The Paul Ryan budget won't hit until tomorrow, but its accompanying political firestorm is here already.
Senate Democrats vowed this morning to use the document—and especially its plan to voucherize Medicare, its insistence that the budget be balanced entirely through spending cuts, and specifically its cuts education spending—as a club with which to pummel GOP senate candidates in the 2014 races.
"There is crystal clear evidence that the Republican policies had negative impact on races around the country" in the 2012 senate races, Guy Cecil, the Democratic Senatorial Campaign Committee's executive director, told reporters on a conference call on Monday morning. Democrats have to defend 21 seats this cycle, 10 of which are rated by the Cook Political Report as either toss-ups or just lean Democrat. In addition, seven of those 10 competitive seats are in states which voted for Mitt Romney last year (Alaska, Arkansas, Louisiana, Montana, North Carolina, South Dakota, and West Virginia). But Cecil and Democratic pollster Geoff Garin pointed out that the policies expected in the Ryan budget proved problematic for red state Republicans last year. Specifically, he noted that the National Republican Senatorial Committee paid hundreds of thousands of dollars last year for ads promoting then-Rep. Denny Rehberg's opposition to the Ryan budget (which, the ad said, "could harm the Medicare program so many Montana seniors rely on."). "The Republican brand has become a drag on candidates who are tarnished with it even in states that are reasonably red in their complexion," Garin said.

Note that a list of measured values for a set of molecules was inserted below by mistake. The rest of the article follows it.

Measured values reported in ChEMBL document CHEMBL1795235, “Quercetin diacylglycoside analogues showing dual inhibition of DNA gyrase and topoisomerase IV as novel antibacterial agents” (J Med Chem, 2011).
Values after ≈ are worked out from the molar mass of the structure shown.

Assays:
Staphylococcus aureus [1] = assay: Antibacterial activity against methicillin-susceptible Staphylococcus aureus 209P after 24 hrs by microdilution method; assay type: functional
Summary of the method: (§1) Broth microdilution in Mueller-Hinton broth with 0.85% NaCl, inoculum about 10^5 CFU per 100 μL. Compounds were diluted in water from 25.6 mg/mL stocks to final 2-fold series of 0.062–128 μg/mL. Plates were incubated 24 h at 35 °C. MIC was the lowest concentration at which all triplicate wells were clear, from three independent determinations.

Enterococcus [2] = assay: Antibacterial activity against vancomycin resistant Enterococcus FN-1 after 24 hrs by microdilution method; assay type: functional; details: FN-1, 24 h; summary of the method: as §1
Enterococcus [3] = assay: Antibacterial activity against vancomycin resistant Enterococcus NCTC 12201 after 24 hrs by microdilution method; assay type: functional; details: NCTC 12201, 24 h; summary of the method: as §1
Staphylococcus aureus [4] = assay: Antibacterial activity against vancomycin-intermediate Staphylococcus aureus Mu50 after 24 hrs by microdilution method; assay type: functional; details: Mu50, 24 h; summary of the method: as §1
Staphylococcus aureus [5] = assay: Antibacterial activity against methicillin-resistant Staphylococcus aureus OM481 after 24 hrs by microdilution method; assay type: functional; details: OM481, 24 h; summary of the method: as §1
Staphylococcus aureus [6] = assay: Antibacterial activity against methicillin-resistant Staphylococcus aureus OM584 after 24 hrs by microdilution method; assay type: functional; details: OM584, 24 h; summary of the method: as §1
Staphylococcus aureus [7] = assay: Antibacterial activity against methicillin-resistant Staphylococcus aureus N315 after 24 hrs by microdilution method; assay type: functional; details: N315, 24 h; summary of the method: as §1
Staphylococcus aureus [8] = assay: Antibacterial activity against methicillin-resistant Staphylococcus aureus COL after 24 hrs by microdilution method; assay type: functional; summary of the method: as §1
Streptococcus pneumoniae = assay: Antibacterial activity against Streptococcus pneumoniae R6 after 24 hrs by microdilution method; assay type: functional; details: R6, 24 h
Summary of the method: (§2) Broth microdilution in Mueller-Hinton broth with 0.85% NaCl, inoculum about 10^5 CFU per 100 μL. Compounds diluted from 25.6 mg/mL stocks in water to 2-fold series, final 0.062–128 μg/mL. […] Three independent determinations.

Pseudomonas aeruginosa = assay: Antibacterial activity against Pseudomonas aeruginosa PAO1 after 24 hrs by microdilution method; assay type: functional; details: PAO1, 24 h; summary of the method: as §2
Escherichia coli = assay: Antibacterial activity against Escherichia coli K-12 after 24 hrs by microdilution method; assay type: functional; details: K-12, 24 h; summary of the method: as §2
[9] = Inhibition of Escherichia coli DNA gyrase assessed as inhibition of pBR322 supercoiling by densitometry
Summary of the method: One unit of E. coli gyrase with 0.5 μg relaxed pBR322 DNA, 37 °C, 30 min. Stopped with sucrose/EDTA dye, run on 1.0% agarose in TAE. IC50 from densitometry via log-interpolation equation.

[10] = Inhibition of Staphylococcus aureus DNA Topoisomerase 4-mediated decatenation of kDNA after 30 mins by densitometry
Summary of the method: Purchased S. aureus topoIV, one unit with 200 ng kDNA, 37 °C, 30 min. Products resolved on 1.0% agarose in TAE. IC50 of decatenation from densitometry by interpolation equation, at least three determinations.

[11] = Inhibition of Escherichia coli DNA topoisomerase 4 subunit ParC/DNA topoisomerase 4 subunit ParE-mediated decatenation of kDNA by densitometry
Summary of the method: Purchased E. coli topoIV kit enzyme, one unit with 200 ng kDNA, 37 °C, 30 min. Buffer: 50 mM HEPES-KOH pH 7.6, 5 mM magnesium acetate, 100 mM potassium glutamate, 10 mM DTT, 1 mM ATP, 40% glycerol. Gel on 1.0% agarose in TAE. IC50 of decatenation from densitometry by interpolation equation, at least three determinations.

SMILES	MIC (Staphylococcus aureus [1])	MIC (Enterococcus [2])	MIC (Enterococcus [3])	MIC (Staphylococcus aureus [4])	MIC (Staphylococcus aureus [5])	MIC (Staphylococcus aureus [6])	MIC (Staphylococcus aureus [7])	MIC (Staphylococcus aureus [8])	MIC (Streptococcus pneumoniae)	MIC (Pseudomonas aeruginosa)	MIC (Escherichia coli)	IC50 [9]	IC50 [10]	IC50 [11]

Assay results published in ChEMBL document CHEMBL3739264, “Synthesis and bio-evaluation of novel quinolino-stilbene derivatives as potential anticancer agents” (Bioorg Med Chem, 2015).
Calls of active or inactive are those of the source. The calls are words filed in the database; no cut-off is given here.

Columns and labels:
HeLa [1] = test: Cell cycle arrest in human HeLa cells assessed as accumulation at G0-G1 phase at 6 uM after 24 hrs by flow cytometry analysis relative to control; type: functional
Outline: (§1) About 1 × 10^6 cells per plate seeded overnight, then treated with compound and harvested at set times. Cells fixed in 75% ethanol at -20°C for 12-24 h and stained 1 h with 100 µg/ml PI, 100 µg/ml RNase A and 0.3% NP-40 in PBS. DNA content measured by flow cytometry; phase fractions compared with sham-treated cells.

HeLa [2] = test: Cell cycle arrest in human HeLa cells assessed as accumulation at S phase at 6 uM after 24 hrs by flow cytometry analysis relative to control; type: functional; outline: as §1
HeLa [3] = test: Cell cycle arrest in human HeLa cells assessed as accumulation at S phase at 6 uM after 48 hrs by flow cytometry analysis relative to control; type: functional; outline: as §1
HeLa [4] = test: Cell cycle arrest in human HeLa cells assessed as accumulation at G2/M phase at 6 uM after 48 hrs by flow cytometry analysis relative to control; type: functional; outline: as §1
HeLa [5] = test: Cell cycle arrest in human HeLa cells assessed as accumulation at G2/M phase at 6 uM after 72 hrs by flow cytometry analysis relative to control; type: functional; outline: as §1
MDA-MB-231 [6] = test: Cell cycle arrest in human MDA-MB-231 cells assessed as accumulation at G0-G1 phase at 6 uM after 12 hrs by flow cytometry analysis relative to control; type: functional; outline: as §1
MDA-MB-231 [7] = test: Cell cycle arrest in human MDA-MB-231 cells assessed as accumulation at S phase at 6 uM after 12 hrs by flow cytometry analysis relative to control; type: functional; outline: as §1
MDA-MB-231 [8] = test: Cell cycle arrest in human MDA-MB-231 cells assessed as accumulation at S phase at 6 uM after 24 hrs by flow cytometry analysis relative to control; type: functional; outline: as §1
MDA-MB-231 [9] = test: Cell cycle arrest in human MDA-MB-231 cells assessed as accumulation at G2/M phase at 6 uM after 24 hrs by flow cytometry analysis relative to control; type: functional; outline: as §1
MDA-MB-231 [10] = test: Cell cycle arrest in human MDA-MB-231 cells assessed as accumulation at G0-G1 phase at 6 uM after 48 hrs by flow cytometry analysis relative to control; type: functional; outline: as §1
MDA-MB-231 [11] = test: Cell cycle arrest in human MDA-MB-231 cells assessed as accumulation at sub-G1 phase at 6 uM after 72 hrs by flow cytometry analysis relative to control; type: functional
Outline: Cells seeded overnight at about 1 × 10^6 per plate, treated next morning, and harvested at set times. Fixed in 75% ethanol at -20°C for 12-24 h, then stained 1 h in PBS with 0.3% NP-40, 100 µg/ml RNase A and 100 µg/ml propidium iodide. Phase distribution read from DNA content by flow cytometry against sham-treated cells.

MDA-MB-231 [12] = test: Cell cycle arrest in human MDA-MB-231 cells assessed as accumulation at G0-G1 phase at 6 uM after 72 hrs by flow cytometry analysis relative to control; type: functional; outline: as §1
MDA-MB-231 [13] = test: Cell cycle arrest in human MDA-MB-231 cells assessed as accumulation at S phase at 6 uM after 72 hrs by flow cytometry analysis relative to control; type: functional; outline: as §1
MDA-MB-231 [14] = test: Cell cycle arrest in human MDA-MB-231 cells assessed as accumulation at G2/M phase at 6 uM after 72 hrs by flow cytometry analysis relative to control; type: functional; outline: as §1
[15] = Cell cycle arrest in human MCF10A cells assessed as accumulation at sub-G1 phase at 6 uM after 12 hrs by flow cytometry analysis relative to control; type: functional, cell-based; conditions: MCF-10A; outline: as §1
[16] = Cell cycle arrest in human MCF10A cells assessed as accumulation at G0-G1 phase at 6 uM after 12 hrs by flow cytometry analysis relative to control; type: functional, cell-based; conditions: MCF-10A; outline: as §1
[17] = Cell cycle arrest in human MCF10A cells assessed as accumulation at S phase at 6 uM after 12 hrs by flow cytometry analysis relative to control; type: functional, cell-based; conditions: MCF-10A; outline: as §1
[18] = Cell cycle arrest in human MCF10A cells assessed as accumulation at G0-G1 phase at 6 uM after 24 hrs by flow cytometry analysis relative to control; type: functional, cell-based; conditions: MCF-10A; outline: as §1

It’s a striking sign of how radioactive the Ryan budget is in Democrats’ view that the DSCC held a rare conference call with its executive director and major pollster to highlight someone who’s not in the Senate and not going to run for the Senate.
Cecil specifically targeted 14 House Republicans who are or may run for Senate seats in this cycle (while he didn't name them, DSCC National Press Secretary Justin Barasky filled in the blanks via E-mail: Reps. Tom Cotton of Arkansas; Cory Gardner of Colorado; Paul Broun, Phil Gingrey, and Jack Kingston of Georgia; Steve King of Iowa; Jeff Landry, John Fleming, and Bill Cassidy of Louisiana; Erik Paulsen and John Kline of Minnesota; Justin Amash and Mike Rogers of Michigan; and Shelley Moore Capito of West Virginia.) Of that group, 13 have already voted for the original Ryan plan, with freshman Cotton teed up to put his name on the line (or "walk the plank" as Cecil put it) this year.
Garin added that the biggest difference between the 2010 and 2014 cycles is that the GOP is no longer a blank cipher with which people can vent their frustrations with the status quo. Three years ago the GOP was entirely out of power; now they are part of the problem and have a well-defined—and unpopular—agenda. He said that in the seven red states where Senate Democrats must play defense this year, the real impact of the Ryan budget is that
it has opened up the center for Democrats in those states … So that if it's a choice between a Democrat who's got some demonstrated record of independence … versus somebody who's followed the Republican line at a moment when people disagree with what the Republican line is, I think that that's a frame that makes those states completely manageable for Democrats in a way that they are completely unmanageable in 2010.
Garin added that, "in strictly political terms the Ryan budget will be a gift that keeps giving throughout the 2014 cycle for Democrats."
Time will tell. The first measure of how correct Democrats are here—and I think they're not blowing smoke—will be whether any of the aforementioned 14 vote against the Ryan budget. Given the dynamics of the GOP (the need to avoid giving potential primary opponents an opening) I wouldn't count on it.
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